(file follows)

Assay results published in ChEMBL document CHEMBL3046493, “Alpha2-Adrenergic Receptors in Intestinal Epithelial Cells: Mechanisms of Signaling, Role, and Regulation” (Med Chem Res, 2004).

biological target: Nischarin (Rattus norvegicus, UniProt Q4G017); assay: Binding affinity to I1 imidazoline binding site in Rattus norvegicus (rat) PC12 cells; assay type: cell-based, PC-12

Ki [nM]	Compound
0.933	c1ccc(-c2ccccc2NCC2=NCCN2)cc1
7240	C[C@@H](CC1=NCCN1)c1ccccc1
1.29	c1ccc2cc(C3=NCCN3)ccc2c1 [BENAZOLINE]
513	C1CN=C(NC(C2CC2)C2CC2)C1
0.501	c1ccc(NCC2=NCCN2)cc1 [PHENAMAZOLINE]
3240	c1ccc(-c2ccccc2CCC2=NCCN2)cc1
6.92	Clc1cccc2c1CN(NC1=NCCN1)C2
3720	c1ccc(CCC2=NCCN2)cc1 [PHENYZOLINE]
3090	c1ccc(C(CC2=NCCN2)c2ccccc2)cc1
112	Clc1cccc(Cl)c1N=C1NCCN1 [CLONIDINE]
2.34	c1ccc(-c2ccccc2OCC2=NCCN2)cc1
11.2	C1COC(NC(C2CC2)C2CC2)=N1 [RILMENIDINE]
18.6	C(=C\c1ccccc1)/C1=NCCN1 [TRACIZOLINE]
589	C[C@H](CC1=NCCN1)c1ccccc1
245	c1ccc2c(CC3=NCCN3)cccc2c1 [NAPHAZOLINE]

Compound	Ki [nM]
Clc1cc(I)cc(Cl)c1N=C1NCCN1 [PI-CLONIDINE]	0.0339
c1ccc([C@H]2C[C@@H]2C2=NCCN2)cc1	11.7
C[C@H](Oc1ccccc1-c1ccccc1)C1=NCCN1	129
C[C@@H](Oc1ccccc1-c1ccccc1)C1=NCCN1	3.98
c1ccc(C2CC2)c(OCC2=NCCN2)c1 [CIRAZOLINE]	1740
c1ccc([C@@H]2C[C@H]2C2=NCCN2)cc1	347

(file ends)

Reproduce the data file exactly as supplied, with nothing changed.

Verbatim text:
Assay results published in ChEMBL document CHEMBL3046493, “Alpha2-Adrenergic Receptors in Intestinal Epithelial Cells: Mechanisms of Signaling, Role, and Regulation” (Med Chem Res, 2004).

biological target: Nischarin (Rattus norvegicus, UniProt Q4G017); assay: Binding affinity to I1 imidazoline binding site in Rattus norvegicus (rat) PC12 cells; assay type: cell-based, PC-12

Ki [nM]	Compound
0.933	c1ccc(-c2ccccc2NCC2=NCCN2)cc1
7240	C[C@@H](CC1=NCCN1)c1ccccc1
1.29	c1ccc2cc(C3=NCCN3)ccc2c1 [BENAZOLINE]
513	C1CN=C(NC(C2CC2)C2CC2)C1
0.501	c1ccc(NCC2=NCCN2)cc1 [PHENAMAZOLINE]
3240	c1ccc(-c2ccccc2CCC2=NCCN2)cc1
6.92	Clc1cccc2c1CN(NC1=NCCN1)C2
3720	c1ccc(CCC2=NCCN2)cc1 [PHENYZOLINE]
3090	c1ccc(C(CC2=NCCN2)c2ccccc2)cc1
112	Clc1cccc(Cl)c1N=C1NCCN1 [CLONIDINE]
2.34	c1ccc(-c2ccccc2OCC2=NCCN2)cc1
11.2	C1COC(NC(C2CC2)C2CC2)=N1 [RILMENIDINE]
18.6	C(=C\c1ccccc1)/C1=NCCN1 [TRACIZOLINE]
589	C[C@H](CC1=NCCN1)c1ccccc1
245	c1ccc2c(CC3=NCCN3)cccc2c1 [NAPHAZOLINE]

Compound	Ki [nM]
Clc1cc(I)cc(Cl)c1N=C1NCCN1 [PI-CLONIDINE]	0.0339
c1ccc([C@H]2C[C@@H]2C2=NCCN2)cc1	11.7
C[C@H](Oc1ccccc1-c1ccccc1)C1=NCCN1	129
C[C@@H](Oc1ccccc1-c1ccccc1)C1=NCCN1	3.98
c1ccc(C2CC2)c(OCC2=NCCN2)c1 [CIRAZOLINE]	1740
c1ccc([C@@H]2C[C@H]2C2=NCCN2)cc1	347